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Article in La Escuela Moderna by Vicente Castro Legua, February 1907

A series of articles about activities using paper and cardboard on the Froebelian model by Vicente Casto Legua were published in the Spanish magazine 'La Escuela Moderna' between December 1906 and November 1909 under the title 'El trabajo manual escolar'. Information pertinent to paperfolding history which appeared in those articles is given below. The articles were subsequently published in a single volume in 1910, in Madrid, also by Los Sucesores de Hernando, under the same title. Information from Juan Gimeno.

I have not been able to access a copy of the 1910 book and I do not know if it contains additional material not published in the articles.

It is interesting to compare the forms mentioned in these articles with those illustrated in 'Cuestiones de Pedagogía Práctica Medios de Instruir' by the same author which was published in 1893.

A summary of the content of those of the original articles which contain material pertinent to paperfolding history and links to the full text of the articles are given below:

There was an introduction to the series in issue 189 of December 1906 which included a few crease patterns. I have not included this material on this page.

Issue 190 of January 1907 contained two sections: Part 2 - Objects from square paper and Part 3 - Ornamental Rosettes. Part 2 is included in full below. The Ornamental Rosettes are typical Froebelian Forms of Beauty.

Issue 191 of February 1907 contained Part 4 - Objects and toys from rectangular paper which included further notes about these and the objects from square paper mentioned in Part 2.

Issue 192 of March 1907 - Paper weaving and strip folding -

Issue 193 of April 1907 - Polyhedral nets -

Issue 195 of June 1907 - The Pentagonal Knot and some material about cutting symmetrical patterns -


Issue 191 of February 1907 - Objects and toys from rectangular paper (Part 4)

12 designs are listed on the second page of this article.

1. Sobre de oficio (Office envelope)

No illustration of this design is given and I cannot definitively identify the design from the instructions. It may be a description of the standard envelope design of a rectangle surrounded by four triangular flaps which are then closed so that they overlap and are glued together.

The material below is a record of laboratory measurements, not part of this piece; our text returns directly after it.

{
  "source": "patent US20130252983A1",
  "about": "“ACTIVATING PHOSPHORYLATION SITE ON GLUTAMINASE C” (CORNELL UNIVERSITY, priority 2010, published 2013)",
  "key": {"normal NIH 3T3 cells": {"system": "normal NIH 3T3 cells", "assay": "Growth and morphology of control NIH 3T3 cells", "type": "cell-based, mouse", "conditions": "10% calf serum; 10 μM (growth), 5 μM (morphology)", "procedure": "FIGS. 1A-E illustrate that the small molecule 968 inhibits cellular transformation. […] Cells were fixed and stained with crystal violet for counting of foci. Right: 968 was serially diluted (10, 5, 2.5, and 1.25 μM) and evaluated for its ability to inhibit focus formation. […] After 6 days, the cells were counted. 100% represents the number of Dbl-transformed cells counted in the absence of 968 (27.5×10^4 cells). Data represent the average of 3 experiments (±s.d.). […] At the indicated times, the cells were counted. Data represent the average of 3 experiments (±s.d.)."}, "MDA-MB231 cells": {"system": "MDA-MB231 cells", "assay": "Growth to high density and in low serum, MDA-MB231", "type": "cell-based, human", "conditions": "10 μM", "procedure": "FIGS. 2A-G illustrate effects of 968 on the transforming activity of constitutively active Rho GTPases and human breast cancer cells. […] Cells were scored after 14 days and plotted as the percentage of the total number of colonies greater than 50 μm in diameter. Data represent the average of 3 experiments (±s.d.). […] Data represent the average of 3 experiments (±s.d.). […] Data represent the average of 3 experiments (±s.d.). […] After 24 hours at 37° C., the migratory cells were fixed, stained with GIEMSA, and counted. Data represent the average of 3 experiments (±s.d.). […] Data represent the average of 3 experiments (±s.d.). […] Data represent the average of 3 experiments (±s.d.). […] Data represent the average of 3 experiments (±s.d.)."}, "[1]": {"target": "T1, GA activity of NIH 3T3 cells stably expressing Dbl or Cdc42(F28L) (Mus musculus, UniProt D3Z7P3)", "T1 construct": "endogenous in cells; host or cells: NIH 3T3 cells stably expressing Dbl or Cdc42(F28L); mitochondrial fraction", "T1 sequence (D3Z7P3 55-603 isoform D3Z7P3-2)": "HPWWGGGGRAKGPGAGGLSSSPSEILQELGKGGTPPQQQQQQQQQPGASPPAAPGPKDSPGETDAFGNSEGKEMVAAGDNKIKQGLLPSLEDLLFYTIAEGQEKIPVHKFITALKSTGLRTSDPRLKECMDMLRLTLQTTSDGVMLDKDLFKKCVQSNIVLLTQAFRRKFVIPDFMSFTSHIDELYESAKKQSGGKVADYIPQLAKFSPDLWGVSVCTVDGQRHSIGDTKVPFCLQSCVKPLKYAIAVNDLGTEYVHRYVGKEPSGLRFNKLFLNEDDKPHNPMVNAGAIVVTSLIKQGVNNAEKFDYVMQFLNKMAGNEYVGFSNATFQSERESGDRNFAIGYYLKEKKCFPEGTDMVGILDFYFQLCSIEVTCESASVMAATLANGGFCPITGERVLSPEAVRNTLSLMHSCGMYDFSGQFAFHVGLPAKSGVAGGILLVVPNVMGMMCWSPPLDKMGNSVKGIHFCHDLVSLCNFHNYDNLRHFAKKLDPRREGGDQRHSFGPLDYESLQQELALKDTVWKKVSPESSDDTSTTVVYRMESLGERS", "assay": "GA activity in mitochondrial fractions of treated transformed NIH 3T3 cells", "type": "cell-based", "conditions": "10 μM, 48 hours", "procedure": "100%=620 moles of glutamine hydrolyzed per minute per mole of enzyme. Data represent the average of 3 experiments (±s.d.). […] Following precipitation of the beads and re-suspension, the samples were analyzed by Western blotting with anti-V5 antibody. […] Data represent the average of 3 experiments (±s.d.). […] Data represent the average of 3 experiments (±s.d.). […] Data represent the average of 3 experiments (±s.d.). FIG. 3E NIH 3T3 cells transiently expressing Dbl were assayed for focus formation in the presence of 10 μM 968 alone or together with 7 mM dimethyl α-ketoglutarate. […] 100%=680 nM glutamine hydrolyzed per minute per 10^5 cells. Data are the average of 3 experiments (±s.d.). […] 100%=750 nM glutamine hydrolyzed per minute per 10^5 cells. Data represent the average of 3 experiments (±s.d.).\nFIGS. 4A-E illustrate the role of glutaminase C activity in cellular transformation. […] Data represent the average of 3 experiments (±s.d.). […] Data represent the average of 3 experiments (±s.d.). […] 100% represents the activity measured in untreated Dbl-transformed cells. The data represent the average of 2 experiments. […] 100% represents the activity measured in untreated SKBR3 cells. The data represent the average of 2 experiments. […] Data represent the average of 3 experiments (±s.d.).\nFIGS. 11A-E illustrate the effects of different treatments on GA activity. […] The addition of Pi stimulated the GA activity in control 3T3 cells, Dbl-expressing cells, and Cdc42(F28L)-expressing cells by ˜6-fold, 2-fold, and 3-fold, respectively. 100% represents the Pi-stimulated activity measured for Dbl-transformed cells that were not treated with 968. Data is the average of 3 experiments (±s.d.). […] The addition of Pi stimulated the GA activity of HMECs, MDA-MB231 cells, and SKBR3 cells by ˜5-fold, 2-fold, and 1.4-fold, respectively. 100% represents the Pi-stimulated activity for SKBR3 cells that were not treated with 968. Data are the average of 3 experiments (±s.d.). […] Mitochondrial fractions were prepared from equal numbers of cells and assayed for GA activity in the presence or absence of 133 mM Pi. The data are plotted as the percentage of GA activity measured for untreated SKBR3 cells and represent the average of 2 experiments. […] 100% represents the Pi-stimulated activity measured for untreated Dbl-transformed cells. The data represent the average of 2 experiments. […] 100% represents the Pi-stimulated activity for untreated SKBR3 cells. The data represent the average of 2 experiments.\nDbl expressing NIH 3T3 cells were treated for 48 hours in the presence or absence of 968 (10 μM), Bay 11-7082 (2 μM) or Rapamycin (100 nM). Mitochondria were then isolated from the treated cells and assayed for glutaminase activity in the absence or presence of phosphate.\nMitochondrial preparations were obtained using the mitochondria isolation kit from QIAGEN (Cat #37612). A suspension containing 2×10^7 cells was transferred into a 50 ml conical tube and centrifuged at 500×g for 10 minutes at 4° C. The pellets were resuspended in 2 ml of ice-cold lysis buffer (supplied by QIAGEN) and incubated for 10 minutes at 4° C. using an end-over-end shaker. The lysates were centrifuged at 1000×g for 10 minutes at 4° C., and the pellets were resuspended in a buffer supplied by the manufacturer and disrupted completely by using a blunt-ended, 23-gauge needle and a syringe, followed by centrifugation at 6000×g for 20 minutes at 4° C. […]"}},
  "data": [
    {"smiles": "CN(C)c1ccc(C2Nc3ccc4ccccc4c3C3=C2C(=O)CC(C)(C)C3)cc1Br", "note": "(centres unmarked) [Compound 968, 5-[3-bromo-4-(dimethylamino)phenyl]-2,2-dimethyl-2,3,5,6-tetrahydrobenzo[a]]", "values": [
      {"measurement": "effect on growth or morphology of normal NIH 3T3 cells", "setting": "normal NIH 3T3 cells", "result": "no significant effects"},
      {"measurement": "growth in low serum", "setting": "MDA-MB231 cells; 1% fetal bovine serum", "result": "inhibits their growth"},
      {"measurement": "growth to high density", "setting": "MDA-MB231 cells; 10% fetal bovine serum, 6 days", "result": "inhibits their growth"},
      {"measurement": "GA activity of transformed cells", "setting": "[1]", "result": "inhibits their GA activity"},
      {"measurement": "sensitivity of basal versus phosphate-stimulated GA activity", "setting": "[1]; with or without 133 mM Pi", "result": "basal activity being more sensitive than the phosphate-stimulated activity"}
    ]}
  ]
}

2. Tarjetero (Card holder)

No illustration of this design is given and I cannot identify it from the instructions given. The text says, roughy translated, 'It is usually used to carry cards, papers, bills etc and carried comfortably in the breast pocket of the coat, jacket etc, and even in the hand as the ladies usually do.'


3. Gorra de cuartel (Barracks Cap)

In the text this design is also called la gorra antigua de cuartel (the old barracks cap). The instructions in part 3 say:

Roughly translated, the relevant section says, 'Take a sheet of paper approximately square, fold along its long axis ... fold the short sides inwards by two about centimetres and glue these down to make a bag ...'


4. Montera de periodista (Journalist's hat) - The Newspaper Hat

The notes say, inter alia, that it is called a montera de periodista because, roughly translated, 'it is used by newspaper editors, and under it great and beneficial thoughts germinate as journalism is daily carried out, whose copywriting editors spend their days and nights at the editing table covered with such cheap and simple garments, which they make themselves with the newspapers that cost them so much effort and sacrifices before seeing the public light.'


5. Bandeja para pildoras (Pill tray) -

The text says, roughly translated, that 'It is a simple construction that can be used for what its name indicates, as well as for a box for mantecadas, rings etc'.


6. Papaleta para polvos (package for powder) - The Rectangular Packet

The text, roughly translated, says this is 'of great use in offices, pharmacy and many other establishments'.


7. Cucurucho y molinete (Cone and windmill) - The Grocer's Cone and The Flying Cone

No illustrations are provided in this section. The instructions tell how to make a basic rolled cone and to fold the tip over to seal it. As far as I can tell there is no mention of the molinete in the text. However they do say, roughly translated, 'If we fold the upper end of the cone inwards and in the opposite we place an oval piece of paper the sides may be rolled inward, resembling a person in a cut down suit.'

The instructions for the molinete say, roughly translated, 'It is built by cutting the upper edge of the cone and then folding out perpendicular teeth ... Inside the cone a small stone, a piece of bread, and even a little saliva is enough to provide weight. If it is thrown from a high place such as from a balcony to the streetit will fall spinning, which produces great joy in children ...'


8. Saeta o flecha (bolt or arrow) - The Paper Dart

No illustration of this design is provided but from the description it seems to be the standard Paper Dart although with two slits in the back edge to provide an aileron.


9. Trueno (Thunder) - The Banger

In the text this design is also called el tronera or tronador.


10. Capilla (Shrine)


11. Petaca (Pocket)


12. Lampara (Lamp)

No illustration of this design is provided. It appears to be a way of making an oil lamp from a cone but I cannot reproduce the design from the instructions.


Here, for those who speak Spanish, is the full text of the article. If you can help me resolve any of the issues relating to identification of the designs I will be most grateful.